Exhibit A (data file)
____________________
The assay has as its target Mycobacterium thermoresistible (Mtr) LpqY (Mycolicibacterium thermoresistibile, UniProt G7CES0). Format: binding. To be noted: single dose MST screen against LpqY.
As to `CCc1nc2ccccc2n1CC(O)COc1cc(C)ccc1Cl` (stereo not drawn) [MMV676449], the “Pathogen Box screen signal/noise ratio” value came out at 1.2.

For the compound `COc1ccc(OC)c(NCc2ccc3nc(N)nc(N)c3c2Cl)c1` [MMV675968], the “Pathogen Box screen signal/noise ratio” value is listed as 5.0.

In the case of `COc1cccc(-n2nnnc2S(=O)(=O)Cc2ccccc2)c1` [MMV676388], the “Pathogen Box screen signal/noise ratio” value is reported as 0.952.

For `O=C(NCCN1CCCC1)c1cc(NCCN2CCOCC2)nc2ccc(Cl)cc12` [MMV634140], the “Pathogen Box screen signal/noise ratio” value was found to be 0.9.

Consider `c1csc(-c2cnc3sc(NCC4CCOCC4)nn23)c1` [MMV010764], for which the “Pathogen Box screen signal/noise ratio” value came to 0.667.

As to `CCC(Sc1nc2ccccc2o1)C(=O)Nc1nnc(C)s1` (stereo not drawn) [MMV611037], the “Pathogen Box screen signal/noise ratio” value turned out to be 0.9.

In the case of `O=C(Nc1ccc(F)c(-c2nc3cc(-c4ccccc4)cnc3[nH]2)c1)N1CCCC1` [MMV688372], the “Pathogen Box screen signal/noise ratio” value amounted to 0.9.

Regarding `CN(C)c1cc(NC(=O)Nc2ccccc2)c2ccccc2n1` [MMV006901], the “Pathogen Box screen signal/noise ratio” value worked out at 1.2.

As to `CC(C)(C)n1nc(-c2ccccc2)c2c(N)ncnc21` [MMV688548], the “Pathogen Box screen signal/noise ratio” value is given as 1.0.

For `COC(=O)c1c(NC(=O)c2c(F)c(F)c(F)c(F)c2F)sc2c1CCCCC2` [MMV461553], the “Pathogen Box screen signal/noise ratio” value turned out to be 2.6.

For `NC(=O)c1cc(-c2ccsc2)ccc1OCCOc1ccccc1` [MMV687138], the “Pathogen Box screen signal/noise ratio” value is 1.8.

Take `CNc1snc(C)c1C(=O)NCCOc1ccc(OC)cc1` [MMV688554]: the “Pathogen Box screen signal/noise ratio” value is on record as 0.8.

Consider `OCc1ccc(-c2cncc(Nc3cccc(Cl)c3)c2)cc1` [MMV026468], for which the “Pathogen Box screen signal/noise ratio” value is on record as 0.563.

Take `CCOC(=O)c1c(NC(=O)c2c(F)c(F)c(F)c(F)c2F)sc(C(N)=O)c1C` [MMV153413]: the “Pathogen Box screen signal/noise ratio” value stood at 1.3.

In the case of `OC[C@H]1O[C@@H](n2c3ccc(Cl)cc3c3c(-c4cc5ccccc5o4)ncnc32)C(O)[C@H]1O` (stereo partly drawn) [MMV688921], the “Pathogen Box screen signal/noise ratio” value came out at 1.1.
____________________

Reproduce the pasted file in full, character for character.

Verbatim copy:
The assay has as its target Mycobacterium thermoresistible (Mtr) LpqY (Mycolicibacterium thermoresistibile, UniProt G7CES0). Format: binding. To be noted: single dose MST screen against LpqY.
As to `CCc1nc2ccccc2n1CC(O)COc1cc(C)ccc1Cl` (stereo not drawn) [MMV676449], the “Pathogen Box screen signal/noise ratio” value came out at 1.2.

For the compound `COc1ccc(OC)c(NCc2ccc3nc(N)nc(N)c3c2Cl)c1` [MMV675968], the “Pathogen Box screen signal/noise ratio” value is listed as 5.0.

In the case of `COc1cccc(-n2nnnc2S(=O)(=O)Cc2ccccc2)c1` [MMV676388], the “Pathogen Box screen signal/noise ratio” value is reported as 0.952.

For `O=C(NCCN1CCCC1)c1cc(NCCN2CCOCC2)nc2ccc(Cl)cc12` [MMV634140], the “Pathogen Box screen signal/noise ratio” value was found to be 0.9.

Consider `c1csc(-c2cnc3sc(NCC4CCOCC4)nn23)c1` [MMV010764], for which the “Pathogen Box screen signal/noise ratio” value came to 0.667.

As to `CCC(Sc1nc2ccccc2o1)C(=O)Nc1nnc(C)s1` (stereo not drawn) [MMV611037], the “Pathogen Box screen signal/noise ratio” value turned out to be 0.9.

In the case of `O=C(Nc1ccc(F)c(-c2nc3cc(-c4ccccc4)cnc3[nH]2)c1)N1CCCC1` [MMV688372], the “Pathogen Box screen signal/noise ratio” value amounted to 0.9.

Regarding `CN(C)c1cc(NC(=O)Nc2ccccc2)c2ccccc2n1` [MMV006901], the “Pathogen Box screen signal/noise ratio” value worked out at 1.2.

As to `CC(C)(C)n1nc(-c2ccccc2)c2c(N)ncnc21` [MMV688548], the “Pathogen Box screen signal/noise ratio” value is given as 1.0.

For `COC(=O)c1c(NC(=O)c2c(F)c(F)c(F)c(F)c2F)sc2c1CCCCC2` [MMV461553], the “Pathogen Box screen signal/noise ratio” value turned out to be 2.6.

For `NC(=O)c1cc(-c2ccsc2)ccc1OCCOc1ccccc1` [MMV687138], the “Pathogen Box screen signal/noise ratio” value is 1.8.

Take `CNc1snc(C)c1C(=O)NCCOc1ccc(OC)cc1` [MMV688554]: the “Pathogen Box screen signal/noise ratio” value is on record as 0.8.

Consider `OCc1ccc(-c2cncc(Nc3cccc(Cl)c3)c2)cc1` [MMV026468], for which the “Pathogen Box screen signal/noise ratio” value is on record as 0.563.

Take `CCOC(=O)c1c(NC(=O)c2c(F)c(F)c(F)c(F)c2F)sc(C(N)=O)c1C` [MMV153413]: the “Pathogen Box screen signal/noise ratio” value stood at 1.3.

In the case of `OC[C@H]1O[C@@H](n2c3ccc(Cl)cc3c3c(-c4cc5ccccc5o4)ncnc32)C(O)[C@H]1O` (stereo partly drawn) [MMV688921], the “Pathogen Box screen signal/noise ratio” value came out at 1.1.